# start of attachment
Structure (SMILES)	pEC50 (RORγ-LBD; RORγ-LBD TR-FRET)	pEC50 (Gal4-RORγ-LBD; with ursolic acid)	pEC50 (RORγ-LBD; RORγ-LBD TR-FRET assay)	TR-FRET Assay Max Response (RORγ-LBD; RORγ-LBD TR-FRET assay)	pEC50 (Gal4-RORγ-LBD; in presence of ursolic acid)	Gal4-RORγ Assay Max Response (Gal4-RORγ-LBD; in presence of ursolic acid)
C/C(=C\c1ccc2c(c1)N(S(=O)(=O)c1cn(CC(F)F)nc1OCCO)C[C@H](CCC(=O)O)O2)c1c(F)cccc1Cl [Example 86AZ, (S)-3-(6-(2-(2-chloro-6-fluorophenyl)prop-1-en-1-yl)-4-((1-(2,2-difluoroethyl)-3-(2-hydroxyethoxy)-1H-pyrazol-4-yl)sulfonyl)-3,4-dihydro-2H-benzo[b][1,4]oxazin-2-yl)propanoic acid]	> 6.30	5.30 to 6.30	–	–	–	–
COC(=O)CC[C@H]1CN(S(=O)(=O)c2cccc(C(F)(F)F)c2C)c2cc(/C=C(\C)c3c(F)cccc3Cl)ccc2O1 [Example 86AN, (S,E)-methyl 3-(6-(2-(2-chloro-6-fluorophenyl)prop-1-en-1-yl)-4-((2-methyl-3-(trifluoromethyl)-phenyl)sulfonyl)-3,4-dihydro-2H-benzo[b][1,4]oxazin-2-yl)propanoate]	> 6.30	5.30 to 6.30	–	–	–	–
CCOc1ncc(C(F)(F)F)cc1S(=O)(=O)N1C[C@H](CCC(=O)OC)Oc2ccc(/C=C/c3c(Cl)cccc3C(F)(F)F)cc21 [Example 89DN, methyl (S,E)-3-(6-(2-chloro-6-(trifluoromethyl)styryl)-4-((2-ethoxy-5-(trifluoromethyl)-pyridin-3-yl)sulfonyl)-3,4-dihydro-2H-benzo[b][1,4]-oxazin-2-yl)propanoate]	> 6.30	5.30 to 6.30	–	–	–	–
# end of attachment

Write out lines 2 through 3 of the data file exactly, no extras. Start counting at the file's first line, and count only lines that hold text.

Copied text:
C/C(=C\c1ccc2c(c1)N(S(=O)(=O)c1cn(CC(F)F)nc1OCCO)C[C@H](CCC(=O)O)O2)c1c(F)cccc1Cl [Example 86AZ, (S)-3-(6-(2-(2-chloro-6-fluorophenyl)prop-1-en-1-yl)-4-((1-(2,2-difluoroethyl)-3-(2-hydroxyethoxy)-1H-pyrazol-4-yl)sulfonyl)-3,4-dihydro-2H-benzo[b][1,4]oxazin-2-yl)propanoic acid]	> 6.30	5.30 to 6.30	–	–	–	–
COC(=O)CC[C@H]1CN(S(=O)(=O)c2cccc(C(F)(F)F)c2C)c2cc(/C=C(\C)c3c(F)cccc3Cl)ccc2O1 [Example 86AN, (S,E)-methyl 3-(6-(2-(2-chloro-6-fluorophenyl)prop-1-en-1-yl)-4-((2-methyl-3-(trifluoromethyl)-phenyl)sulfonyl)-3,4-dihydro-2H-benzo[b][1,4]oxazin-2-yl)propanoate]	> 6.30	5.30 to 6.30	–	–	–	–